- Haemophilus infuenzae: The relatively recent availability of a vaccine has rendered infection with this bacteria relatively rare, though it used to be the leading cause of bacterial meningitis in children.
- Listeria monocytogenes: Most recently seen in the news due to outbreaks in food processing plants around the country, leading to massive recalls of various products. Those at greatest risk to this strain are pregnant women, infants, and older adults.
If a meningitis infection is suspected, it is important to receive treatment as quickly as possible to prevent complications. The risk of dying from bacterial meningitis even when treated with antibiotics can be up to 15%. Even those who do not die can face long lasting effects. WebMD reports that “20% of those who survive may have lasting problems such as hearing loss, brain damage, seizures, or loss of limbs.” Since meningococcal meningitis is reportable to public health authorities, public health officials will be involved in making recommendations for antibiotic prophylaxis.
An effective infectious disease prevention program begins with education. Posting helpful educational materials around a job site or work camp will provide workers with a blueprint for stopping an infectious disease outbreak before it can even begin. These general prevention techniques include: washing your hands frequently or utilizing alcohol based hand cleansers, covering your mouth with your sleeve when coughing or sneezing, not sharing food or drinks, and cleaning shared surfaces with disinfectant regularly. Following general cleanliness guidelines can go a considerable length in preventing an outbreak of many types of infectious diseases (including colds and flu).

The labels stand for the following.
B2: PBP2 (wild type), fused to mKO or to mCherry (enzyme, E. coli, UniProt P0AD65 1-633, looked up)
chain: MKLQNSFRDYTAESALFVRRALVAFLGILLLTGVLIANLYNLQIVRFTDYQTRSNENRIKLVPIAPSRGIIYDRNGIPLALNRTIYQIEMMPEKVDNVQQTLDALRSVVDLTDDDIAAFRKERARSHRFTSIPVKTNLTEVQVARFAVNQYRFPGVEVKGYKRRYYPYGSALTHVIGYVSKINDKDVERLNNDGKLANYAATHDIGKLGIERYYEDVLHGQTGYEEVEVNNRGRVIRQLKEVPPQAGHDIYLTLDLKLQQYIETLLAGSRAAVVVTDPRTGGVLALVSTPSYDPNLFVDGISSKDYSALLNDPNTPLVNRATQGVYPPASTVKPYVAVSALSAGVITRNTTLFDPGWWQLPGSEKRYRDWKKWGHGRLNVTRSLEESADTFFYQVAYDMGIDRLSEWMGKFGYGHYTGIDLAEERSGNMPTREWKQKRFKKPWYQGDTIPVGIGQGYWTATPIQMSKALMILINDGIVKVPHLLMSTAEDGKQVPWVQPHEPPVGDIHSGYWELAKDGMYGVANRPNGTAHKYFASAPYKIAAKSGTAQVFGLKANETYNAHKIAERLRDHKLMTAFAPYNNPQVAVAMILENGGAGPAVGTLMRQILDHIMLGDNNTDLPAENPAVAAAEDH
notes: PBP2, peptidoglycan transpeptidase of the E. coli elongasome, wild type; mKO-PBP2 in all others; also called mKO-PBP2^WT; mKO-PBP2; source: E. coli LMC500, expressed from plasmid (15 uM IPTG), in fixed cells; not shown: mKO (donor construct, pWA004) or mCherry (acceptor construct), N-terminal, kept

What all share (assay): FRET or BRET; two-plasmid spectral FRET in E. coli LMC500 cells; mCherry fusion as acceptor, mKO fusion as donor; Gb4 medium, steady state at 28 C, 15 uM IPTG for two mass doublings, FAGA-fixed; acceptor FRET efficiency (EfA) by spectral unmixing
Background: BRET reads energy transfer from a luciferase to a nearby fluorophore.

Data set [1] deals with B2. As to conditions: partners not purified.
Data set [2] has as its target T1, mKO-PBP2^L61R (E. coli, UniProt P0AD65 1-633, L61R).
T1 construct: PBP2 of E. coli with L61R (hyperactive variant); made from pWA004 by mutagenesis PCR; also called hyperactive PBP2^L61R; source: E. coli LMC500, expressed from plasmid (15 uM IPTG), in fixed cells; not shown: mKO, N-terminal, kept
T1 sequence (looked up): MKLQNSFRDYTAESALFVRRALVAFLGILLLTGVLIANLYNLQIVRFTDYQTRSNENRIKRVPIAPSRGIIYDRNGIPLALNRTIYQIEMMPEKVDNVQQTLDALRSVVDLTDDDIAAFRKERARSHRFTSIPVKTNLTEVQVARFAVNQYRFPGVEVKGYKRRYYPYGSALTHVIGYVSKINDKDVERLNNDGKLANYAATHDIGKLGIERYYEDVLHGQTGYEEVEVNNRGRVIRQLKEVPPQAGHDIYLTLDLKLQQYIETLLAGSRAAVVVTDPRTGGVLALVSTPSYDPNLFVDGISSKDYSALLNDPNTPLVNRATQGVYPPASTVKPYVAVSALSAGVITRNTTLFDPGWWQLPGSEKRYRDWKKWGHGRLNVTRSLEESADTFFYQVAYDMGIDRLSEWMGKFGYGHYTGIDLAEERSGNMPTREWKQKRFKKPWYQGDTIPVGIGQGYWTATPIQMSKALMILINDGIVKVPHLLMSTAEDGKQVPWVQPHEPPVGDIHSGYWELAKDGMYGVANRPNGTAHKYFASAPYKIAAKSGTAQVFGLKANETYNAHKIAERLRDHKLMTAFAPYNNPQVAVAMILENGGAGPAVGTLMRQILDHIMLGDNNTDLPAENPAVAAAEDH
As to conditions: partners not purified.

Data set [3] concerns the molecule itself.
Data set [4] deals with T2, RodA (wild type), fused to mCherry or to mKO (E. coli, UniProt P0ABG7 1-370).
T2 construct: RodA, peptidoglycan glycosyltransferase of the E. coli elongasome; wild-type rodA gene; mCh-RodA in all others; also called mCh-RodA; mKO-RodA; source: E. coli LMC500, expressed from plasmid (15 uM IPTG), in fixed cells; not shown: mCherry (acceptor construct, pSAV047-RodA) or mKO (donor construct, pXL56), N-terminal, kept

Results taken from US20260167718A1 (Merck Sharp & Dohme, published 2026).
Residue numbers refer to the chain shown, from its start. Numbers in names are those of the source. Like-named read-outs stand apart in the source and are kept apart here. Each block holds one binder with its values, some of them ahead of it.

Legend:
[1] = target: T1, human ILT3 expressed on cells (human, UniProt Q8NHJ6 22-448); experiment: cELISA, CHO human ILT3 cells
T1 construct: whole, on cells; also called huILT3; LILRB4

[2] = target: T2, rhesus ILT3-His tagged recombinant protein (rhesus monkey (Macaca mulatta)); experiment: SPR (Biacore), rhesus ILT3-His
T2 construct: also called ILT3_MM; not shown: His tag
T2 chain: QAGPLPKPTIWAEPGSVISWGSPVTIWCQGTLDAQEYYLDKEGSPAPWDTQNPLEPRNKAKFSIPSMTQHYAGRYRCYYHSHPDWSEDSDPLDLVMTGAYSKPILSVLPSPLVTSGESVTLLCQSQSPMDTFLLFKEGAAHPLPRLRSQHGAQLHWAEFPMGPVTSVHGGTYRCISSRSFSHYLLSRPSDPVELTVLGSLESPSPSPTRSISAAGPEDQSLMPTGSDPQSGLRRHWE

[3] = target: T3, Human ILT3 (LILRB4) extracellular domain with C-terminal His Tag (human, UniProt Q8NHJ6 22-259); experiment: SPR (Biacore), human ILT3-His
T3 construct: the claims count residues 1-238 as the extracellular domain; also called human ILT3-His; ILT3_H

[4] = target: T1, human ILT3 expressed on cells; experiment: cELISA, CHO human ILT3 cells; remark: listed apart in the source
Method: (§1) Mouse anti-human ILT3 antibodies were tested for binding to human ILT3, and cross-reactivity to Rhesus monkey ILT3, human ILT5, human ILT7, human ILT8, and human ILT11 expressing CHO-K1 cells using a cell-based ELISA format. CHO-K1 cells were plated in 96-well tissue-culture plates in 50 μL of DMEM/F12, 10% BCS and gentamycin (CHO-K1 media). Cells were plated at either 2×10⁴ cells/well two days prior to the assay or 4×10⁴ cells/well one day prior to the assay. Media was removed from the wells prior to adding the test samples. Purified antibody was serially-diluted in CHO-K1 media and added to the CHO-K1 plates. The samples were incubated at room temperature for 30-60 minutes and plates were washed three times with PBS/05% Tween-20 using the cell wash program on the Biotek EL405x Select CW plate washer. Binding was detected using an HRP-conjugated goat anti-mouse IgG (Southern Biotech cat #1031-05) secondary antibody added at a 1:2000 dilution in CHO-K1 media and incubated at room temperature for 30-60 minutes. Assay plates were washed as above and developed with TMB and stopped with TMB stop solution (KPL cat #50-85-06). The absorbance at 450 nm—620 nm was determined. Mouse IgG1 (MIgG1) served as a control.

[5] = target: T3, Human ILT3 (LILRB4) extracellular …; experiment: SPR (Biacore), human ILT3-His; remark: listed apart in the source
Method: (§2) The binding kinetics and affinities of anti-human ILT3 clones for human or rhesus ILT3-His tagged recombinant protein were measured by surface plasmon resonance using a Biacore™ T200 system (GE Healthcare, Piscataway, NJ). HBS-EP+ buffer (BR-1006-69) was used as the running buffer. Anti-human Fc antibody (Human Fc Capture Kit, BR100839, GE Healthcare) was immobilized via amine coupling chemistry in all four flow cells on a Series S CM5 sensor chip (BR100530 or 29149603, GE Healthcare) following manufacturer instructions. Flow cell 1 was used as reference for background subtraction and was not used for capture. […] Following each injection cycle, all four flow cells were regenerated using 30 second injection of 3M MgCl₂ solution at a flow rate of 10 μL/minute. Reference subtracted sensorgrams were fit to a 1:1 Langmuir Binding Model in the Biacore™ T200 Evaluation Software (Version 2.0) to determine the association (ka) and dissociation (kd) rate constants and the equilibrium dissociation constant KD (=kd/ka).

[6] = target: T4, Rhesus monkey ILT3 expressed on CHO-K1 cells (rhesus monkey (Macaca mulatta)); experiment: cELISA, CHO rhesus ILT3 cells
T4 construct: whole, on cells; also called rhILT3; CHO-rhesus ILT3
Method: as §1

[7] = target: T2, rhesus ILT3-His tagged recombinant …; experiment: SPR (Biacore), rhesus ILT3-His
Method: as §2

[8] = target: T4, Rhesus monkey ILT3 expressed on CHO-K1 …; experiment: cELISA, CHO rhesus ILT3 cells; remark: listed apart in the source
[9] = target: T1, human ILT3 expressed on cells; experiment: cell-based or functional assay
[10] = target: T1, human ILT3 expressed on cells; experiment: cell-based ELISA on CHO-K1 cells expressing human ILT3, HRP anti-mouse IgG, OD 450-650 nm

Those at increased risk for specific types of bacterial meningitis should ensure their vaccinations are up-to-date. In most cases, these vaccinations would be provided by their primary care provider, although meningitis vaccination is sometimes provided by the employer for international business travelers. For a list of vaccinations from the Mayo Clinic website, click here. The MCV4 vaccine is the vaccination indicated for individuals who are at risk for meningococcal meningitis. It is recommended to be administered between the ages of 11 to 12, with a booster shot at 16. However, if first administered as an adult, then no booster shot is required.
Should an employee develop meningitis, an organization should contact their occupational health partner to immediately begin a plan of action to assess the risk to co-workers and to prevent a further spread of the infection. Organizations should consider partnering with occupational health specialists that can assist the organization with the creation of a meningitis prevention program to effectively handle vaccinations when medically indicated, or oversee prophylactic antibiotic treatment in the case of a meningococcal workplace exposure. Consulting with occupational health specialists can ensure that the response to a workplace meningitis exposure is appropriate and keeps co-workers safe.